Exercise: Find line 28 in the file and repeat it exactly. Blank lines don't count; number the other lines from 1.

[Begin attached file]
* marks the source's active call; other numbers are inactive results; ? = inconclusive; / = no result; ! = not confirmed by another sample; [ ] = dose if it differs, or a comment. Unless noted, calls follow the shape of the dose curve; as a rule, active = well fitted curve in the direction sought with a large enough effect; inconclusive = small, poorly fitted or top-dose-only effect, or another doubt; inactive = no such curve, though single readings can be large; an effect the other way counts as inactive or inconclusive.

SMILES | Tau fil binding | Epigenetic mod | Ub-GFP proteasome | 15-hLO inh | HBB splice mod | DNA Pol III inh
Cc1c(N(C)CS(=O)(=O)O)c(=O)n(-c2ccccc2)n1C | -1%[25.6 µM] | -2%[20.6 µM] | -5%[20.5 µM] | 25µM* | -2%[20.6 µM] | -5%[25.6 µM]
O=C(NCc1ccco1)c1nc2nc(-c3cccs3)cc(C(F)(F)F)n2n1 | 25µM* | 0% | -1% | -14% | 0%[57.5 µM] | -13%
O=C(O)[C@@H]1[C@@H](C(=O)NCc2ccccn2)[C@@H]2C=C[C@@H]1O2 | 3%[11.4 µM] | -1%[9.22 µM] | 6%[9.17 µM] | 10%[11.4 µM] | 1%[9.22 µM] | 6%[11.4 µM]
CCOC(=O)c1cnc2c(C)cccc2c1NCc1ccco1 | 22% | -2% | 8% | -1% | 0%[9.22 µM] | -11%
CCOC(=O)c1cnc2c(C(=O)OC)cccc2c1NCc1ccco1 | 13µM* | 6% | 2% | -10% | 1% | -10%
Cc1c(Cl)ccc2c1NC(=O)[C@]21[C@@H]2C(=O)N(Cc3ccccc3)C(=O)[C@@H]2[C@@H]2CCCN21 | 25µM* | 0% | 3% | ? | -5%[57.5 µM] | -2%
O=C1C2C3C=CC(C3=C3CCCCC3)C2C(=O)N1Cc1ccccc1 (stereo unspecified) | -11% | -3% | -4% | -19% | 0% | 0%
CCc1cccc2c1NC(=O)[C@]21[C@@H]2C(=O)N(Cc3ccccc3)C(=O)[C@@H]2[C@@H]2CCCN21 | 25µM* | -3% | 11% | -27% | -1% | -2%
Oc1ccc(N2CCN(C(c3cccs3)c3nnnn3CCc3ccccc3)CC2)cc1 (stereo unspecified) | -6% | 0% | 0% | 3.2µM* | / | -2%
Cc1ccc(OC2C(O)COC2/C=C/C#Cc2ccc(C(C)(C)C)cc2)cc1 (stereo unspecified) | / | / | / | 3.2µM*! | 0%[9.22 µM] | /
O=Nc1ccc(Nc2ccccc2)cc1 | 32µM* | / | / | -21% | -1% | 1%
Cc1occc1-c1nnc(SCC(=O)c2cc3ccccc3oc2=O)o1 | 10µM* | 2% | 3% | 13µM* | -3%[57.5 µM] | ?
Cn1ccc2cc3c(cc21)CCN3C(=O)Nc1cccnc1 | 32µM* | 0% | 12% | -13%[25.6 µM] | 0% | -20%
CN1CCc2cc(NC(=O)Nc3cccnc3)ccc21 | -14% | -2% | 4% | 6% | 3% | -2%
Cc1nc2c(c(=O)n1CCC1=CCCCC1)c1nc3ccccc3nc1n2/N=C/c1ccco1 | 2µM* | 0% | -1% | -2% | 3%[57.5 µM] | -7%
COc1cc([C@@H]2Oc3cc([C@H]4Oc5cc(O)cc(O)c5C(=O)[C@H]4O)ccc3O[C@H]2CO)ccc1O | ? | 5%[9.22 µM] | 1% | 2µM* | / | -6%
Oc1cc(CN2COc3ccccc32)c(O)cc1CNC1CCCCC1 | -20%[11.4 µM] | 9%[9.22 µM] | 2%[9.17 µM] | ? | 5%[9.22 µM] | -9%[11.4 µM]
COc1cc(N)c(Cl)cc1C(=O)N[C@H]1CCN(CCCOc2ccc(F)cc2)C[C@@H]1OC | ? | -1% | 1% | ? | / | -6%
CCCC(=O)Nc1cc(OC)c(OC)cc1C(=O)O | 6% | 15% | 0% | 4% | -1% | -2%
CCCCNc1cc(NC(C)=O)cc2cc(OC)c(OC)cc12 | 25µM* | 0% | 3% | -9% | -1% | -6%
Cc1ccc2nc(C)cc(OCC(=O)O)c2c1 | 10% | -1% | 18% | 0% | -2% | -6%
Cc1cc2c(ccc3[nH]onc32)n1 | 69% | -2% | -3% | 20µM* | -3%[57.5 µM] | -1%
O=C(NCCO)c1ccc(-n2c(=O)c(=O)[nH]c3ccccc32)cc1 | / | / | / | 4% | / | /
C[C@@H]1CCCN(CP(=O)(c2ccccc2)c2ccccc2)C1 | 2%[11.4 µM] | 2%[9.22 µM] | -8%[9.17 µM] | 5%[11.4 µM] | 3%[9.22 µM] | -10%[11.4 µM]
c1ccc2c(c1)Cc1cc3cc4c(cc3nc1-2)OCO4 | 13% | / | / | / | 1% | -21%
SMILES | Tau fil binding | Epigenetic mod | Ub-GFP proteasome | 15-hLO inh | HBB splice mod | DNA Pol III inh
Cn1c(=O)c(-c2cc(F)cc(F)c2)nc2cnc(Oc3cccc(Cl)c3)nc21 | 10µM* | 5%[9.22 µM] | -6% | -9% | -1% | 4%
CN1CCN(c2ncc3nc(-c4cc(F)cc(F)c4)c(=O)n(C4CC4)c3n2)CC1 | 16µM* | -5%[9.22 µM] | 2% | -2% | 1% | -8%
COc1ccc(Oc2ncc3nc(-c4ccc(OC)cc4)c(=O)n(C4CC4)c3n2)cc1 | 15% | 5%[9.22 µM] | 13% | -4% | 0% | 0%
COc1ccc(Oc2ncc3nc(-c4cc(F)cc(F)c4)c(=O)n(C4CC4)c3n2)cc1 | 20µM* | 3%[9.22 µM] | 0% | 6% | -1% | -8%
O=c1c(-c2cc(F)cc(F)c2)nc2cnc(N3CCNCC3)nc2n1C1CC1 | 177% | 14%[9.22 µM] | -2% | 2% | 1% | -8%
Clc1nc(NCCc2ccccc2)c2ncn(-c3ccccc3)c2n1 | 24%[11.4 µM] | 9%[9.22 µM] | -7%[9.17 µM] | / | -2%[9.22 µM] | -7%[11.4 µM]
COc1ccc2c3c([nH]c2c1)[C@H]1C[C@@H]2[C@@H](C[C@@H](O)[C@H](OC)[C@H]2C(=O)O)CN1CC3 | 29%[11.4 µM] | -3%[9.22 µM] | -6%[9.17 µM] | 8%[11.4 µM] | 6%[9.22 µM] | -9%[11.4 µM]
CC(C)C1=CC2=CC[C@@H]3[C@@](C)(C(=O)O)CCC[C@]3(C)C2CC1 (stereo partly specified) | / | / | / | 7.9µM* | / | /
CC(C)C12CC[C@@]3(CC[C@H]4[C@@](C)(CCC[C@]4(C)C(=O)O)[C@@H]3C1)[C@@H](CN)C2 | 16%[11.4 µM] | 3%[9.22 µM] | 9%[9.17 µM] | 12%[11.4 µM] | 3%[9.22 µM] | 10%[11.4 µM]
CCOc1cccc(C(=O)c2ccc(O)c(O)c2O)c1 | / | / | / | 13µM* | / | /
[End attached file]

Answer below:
SMILES | Tau fil binding | Epigenetic mod | Ub-GFP proteasome | 15-hLO inh | HBB splice mod | DNA Pol III inh